With so many businesses transitioning to paperless, it can be easy to feel that your office is an organised environment. However, digital clutter can be an issue when servers and hard drives become a disorganised mess. If staff have difficulty locating documents or programs, this can be a significant barrier to productivity. Additionally, it creates a sense of disorder that can impact their perception of management. Organising your business' digital workspace and encouraging individual staff members to be similarly organised, can go a long way in improving productivity.

Prioritise staff development

Employees are the most valuable aspect of your business; therefore it is essential that you invest in them. Training and development not only adds value to your business but it motivates your employees with continued growth and individual development. Providing regular workplace training is also proven to increase employee retention rates.

Reward achievements

Rewarding employee achievements and contributions plays an integral part in increasing productivity. When your employees feel appreciated, they will be more motivated and in turn, will increase their work performance. Whether it is a monetary or non-monetary reward, any kind of recognition of your employees' merits will be instrumental in boosting their productivity.

    Finding Your Point Of Difference 
    In today's competitive landscape, business owners need to be able to identify and promote their business' point of difference.

A differentiated brand helps businesses to stand out to customers and can prevent them from getting lost in the traffic. Businesses can differentiate themselves from competitors with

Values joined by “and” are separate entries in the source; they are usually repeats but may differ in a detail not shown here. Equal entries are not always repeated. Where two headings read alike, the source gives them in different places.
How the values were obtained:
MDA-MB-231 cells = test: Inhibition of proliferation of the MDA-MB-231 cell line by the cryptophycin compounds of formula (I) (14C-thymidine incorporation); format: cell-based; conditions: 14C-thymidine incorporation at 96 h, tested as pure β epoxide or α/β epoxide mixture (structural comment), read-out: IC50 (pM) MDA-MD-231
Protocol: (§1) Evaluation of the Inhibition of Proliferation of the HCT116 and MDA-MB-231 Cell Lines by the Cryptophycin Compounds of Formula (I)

similar offerings by creating a unique selling proposition.

A unique selling proposition is a marketing statement used to sell products and services to prospective customers, highlighting a key selling point. Although it can be tempting to compete on price alone, providing your customers with additional value can help to reach your sales targets more successfully.

Here are a few things to consider when developing and marketing your unique selling proposition:

Understand your customers

Before pinpointing your core business strengths, it is important to understand what drives your customers to purchase from your business over competitors. Think about the factors that motivate your customers' behaviours and buying decisions. Consider what your customers want; if there are any underlying wants or needs they might be trying to satisfy, and if you currently match or exceed their expectations. Creating a profile of your typical customer, i.e. age, gender, income, purchasing patterns and so on, may help to reveal the main reasons why customers purchase from you.

Review your business' strengths